§ The Secretary of State for Social Security (Mr. John Moore)
The proposals have been widely welcomed. I have received only one representation about the effect on the low paid.
§ Mr. Moore
My hon. Friend is precisely right about the number of beneficiaries and the amount by which they will benefit. About 15 million people earning more than £115 per week will also gain considerably. They will benefit by £3 per week.
We are seeing the completion of the initial changes in the national insurance contribution rates that we introduced in 1985. The combination is an effective way of trying to help and to remove the two awkward steps that are part and parcel of the first stage of the reform.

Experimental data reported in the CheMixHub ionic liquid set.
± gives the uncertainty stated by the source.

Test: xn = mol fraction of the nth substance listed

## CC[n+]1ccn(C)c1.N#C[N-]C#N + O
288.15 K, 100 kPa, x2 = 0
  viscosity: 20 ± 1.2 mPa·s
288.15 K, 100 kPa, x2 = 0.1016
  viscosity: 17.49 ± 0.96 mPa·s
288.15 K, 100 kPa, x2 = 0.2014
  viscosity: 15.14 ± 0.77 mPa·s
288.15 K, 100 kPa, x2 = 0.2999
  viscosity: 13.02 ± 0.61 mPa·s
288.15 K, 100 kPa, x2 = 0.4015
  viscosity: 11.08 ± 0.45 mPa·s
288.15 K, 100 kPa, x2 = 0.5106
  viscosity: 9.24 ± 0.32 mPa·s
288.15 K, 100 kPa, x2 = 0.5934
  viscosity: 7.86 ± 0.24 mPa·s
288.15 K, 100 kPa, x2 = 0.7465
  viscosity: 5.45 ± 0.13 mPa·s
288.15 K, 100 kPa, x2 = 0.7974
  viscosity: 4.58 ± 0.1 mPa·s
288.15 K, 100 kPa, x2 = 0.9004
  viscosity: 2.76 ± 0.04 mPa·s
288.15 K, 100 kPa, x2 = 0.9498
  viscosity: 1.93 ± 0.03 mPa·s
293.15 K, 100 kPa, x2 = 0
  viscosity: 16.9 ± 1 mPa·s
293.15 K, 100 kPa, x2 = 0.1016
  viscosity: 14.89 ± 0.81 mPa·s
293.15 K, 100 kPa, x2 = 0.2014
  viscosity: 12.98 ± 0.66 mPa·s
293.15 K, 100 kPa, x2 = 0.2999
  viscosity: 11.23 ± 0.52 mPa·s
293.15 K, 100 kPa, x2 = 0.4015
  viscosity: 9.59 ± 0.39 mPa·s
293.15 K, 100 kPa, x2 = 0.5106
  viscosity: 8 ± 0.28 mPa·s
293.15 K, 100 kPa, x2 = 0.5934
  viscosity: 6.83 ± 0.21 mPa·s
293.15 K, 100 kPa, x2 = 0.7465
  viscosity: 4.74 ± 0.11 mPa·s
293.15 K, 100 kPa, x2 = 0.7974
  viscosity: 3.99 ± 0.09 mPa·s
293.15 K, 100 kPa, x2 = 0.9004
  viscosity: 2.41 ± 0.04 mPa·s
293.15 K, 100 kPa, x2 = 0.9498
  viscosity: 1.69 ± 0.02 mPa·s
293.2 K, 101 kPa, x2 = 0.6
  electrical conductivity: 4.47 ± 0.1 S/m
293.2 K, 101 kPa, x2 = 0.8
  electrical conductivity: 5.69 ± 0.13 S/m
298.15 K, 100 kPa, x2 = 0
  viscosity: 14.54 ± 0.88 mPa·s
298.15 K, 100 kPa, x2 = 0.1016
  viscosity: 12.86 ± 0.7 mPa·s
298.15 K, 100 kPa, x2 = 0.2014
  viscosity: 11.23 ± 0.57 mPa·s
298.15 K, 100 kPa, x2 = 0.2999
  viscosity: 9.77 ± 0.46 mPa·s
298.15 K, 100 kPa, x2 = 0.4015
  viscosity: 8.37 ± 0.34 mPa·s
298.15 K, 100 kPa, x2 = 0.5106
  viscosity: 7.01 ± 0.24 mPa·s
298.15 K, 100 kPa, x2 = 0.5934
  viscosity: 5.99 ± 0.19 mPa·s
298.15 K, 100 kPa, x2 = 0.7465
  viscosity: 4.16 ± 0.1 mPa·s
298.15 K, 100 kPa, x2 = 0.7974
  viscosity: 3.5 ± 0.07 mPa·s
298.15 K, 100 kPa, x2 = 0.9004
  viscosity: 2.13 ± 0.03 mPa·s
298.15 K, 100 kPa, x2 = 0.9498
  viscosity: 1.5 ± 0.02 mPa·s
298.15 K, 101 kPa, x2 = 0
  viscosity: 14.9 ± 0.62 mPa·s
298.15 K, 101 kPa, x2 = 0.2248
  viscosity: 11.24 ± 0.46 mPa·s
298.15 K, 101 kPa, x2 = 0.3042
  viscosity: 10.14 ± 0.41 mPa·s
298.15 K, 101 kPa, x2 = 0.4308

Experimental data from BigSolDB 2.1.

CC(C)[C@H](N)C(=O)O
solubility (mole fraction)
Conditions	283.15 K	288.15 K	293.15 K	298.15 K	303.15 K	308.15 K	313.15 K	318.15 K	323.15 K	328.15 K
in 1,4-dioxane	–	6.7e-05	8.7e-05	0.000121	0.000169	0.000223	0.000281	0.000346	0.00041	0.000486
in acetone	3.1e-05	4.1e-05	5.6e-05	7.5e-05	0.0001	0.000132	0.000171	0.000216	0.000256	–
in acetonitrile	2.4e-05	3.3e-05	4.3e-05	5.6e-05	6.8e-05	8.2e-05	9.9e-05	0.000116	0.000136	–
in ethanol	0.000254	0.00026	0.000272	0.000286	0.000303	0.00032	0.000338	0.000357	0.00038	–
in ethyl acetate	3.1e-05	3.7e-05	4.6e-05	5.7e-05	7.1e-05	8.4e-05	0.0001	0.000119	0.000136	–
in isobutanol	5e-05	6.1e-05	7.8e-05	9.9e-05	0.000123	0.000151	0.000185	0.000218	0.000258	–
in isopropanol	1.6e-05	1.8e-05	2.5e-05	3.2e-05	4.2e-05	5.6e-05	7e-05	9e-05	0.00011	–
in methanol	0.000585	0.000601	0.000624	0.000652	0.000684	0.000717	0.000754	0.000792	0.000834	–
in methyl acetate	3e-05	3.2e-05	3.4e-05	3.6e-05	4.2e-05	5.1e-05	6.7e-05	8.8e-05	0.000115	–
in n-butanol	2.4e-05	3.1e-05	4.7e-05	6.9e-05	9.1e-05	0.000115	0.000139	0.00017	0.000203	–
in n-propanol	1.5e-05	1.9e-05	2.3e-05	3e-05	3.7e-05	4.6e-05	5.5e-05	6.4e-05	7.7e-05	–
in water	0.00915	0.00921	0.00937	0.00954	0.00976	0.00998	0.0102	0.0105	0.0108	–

§ Mr. Frank Field
I welcome the changes, but I ask the Government to go a stage further. Are the Government aware that Britain has 40 per cent. of all part-time workers in Europe? That is because the national insurance system rigs the labour market in favour of part-time work. Will the Government consider imposing national insurance contributions on employers from the first pound?
§ Mr. Moore
We always consider carefully what the hon. Gentleman suggests, and we shall keep this area of the Departments responsibilities under constant examination. I should stress, however, that I do not share the essential 3 analysis which lies at the back of the hon. Gentleman's supplementary question. The growth of part-time work in most western societies, and certainly in Britain, is a feature of the changing pattern of work. It is welcomed by employers and employees alike and is important in terms of work incentives and disincentives.